which is precisely what President Bill Clinton did in his 1993 effort to reform the

national health care system. Clinton too commissioned a task force that had a

controversial head (his wife), met in secret, and did not consult with Congress. Page

141

Cognitive Style—Carter was better at the “specific than the general”. He lacked the

capacity of an Eisenhower to get at the heart of a problem or the ability of a Nixon to set

long- run goals. Page 143

Emotional Intelligence —For all of his self-composure, Jimmy Carter falls in the

category of chief executives whose emotional susceptibilities complicate their public

actions. Page 142

What Carter did have in common with Johnson and Nixon was an emotionally

driven limitation in his ability to get the most out of what otherwise were highly

impressive abilities.

Page 143.

Ronald Reagan was the son of an alcoholic, but “that did not stop him from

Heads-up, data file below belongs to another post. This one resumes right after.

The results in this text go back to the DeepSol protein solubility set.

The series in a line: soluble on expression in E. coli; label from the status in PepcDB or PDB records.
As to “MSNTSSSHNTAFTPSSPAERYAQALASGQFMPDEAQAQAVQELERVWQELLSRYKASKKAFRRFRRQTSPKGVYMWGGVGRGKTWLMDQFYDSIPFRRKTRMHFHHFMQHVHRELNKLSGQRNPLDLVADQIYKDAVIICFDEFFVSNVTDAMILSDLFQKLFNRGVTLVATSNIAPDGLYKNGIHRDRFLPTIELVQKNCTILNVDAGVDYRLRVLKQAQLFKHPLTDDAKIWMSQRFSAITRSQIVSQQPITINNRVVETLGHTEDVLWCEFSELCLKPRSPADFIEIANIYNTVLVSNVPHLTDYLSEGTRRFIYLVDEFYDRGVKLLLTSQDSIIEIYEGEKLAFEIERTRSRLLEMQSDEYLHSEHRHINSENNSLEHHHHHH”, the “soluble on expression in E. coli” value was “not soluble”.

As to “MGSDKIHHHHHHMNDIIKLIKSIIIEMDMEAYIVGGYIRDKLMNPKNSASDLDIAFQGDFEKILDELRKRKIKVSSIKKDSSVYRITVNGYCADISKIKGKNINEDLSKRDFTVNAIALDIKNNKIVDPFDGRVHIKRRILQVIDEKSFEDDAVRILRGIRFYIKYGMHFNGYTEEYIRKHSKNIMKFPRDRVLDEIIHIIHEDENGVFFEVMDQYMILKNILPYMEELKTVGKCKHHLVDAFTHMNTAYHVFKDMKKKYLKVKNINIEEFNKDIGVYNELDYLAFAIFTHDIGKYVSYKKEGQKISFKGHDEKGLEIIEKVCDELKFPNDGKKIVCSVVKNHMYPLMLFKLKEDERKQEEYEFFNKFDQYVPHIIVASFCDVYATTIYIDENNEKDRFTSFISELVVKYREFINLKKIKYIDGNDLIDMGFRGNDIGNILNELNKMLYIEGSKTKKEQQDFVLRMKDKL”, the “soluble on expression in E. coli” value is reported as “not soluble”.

growing up with a rosy disposition”. As an adult he had a number of traits that are

common in children of alcoholics, including discomfort with conflict, remoteness in

personal relationships, and a tendency to put a rosy gloss on harsh realities. Page 146 &

147

Reagan’s political style was molded by his enthusiasm for FDR, his union

experience, and his background as actor. He took Roosevelt’s use of the presidential

pulpit as the prototype for his own political leadership. His experience as a lobar leader

helped shape the bargainingPage147 Reagan has been labeled “The Great

Communicator”. Because of one single broadcast of a fund- raising appeal, Reagan

brought in a cascade of contributions. Republicans formed an organization dedicated to

advancing his political future. He speaks with an ease and fluency that is derived from

his years as a public speaker. Because of that ease, California businessmen urged him to

run for Governor in 1966, and he did. Page 148

Reagan’s leadership had a distinct pattern that helps explain how he could have

had such a great historical impact despite his remoteness from the specifics of politics and

policy. First, because he had strong general convictions, Reagan was able to set his

administration’s overall priorities. He placed the defense buildup and his economic